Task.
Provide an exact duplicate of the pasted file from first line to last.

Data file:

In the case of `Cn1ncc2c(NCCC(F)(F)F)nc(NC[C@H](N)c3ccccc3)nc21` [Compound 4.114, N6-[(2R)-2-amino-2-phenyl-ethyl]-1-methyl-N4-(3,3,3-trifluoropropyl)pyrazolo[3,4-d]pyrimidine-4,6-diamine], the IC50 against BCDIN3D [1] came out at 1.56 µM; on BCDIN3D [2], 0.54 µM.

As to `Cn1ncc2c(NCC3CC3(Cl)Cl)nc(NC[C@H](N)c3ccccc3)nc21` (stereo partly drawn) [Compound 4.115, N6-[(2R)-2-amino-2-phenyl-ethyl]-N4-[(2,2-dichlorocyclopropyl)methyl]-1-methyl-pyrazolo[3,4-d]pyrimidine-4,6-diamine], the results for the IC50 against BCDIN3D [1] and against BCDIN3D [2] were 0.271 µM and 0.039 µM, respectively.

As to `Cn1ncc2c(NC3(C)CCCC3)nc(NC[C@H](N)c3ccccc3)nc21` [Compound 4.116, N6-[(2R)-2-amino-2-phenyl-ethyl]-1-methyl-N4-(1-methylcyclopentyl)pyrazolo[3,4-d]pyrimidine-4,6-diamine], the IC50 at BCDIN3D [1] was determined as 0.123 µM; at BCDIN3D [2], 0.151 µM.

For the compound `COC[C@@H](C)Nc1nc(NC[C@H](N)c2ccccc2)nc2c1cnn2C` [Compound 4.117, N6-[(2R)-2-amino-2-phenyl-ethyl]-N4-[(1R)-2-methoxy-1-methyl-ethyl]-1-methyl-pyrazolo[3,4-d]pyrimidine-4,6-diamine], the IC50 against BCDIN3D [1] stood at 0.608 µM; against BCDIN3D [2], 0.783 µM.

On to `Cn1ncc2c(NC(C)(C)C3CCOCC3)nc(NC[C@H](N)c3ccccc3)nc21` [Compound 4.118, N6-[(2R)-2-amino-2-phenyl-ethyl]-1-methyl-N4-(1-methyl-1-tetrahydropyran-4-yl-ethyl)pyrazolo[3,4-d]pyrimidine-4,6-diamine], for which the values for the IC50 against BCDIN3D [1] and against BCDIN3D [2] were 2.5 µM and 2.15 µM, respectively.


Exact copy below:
In the case of `Cn1ncc2c(NCCC(F)(F)F)nc(NC[C@H](N)c3ccccc3)nc21` [Compound 4.114, N6-[(2R)-2-amino-2-phenyl-ethyl]-1-methyl-N4-(3,3,3-trifluoropropyl)pyrazolo[3,4-d]pyrimidine-4,6-diamine], the IC50 against BCDIN3D [1] came out at 1.56 µM; on BCDIN3D [2], 0.54 µM.

As to `Cn1ncc2c(NCC3CC3(Cl)Cl)nc(NC[C@H](N)c3ccccc3)nc21` (stereo partly drawn) [Compound 4.115, N6-[(2R)-2-amino-2-phenyl-ethyl]-N4-[(2,2-dichlorocyclopropyl)methyl]-1-methyl-pyrazolo[3,4-d]pyrimidine-4,6-diamine], the results for the IC50 against BCDIN3D [1] and against BCDIN3D [2] were 0.271 µM and 0.039 µM, respectively.

As to `Cn1ncc2c(NC3(C)CCCC3)nc(NC[C@H](N)c3ccccc3)nc21` [Compound 4.116, N6-[(2R)-2-amino-2-phenyl-ethyl]-1-methyl-N4-(1-methylcyclopentyl)pyrazolo[3,4-d]pyrimidine-4,6-diamine], the IC50 at BCDIN3D [1] was determined as 0.123 µM; at BCDIN3D [2], 0.151 µM.

For the compound `COC[C@@H](C)Nc1nc(NC[C@H](N)c2ccccc2)nc2c1cnn2C` [Compound 4.117, N6-[(2R)-2-amino-2-phenyl-ethyl]-N4-[(1R)-2-methoxy-1-methyl-ethyl]-1-methyl-pyrazolo[3,4-d]pyrimidine-4,6-diamine], the IC50 against BCDIN3D [1] stood at 0.608 µM; against BCDIN3D [2], 0.783 µM.

On to `Cn1ncc2c(NC(C)(C)C3CCOCC3)nc(NC[C@H](N)c3ccccc3)nc21` [Compound 4.118, N6-[(2R)-2-amino-2-phenyl-ethyl]-1-methyl-N4-(1-methyl-1-tetrahydropyran-4-yl-ethyl)pyrazolo[3,4-d]pyrimidine-4,6-diamine], for which the values for the IC50 against BCDIN3D [1] and against BCDIN3D [2] were 2.5 µM and 2.15 µM, respectively.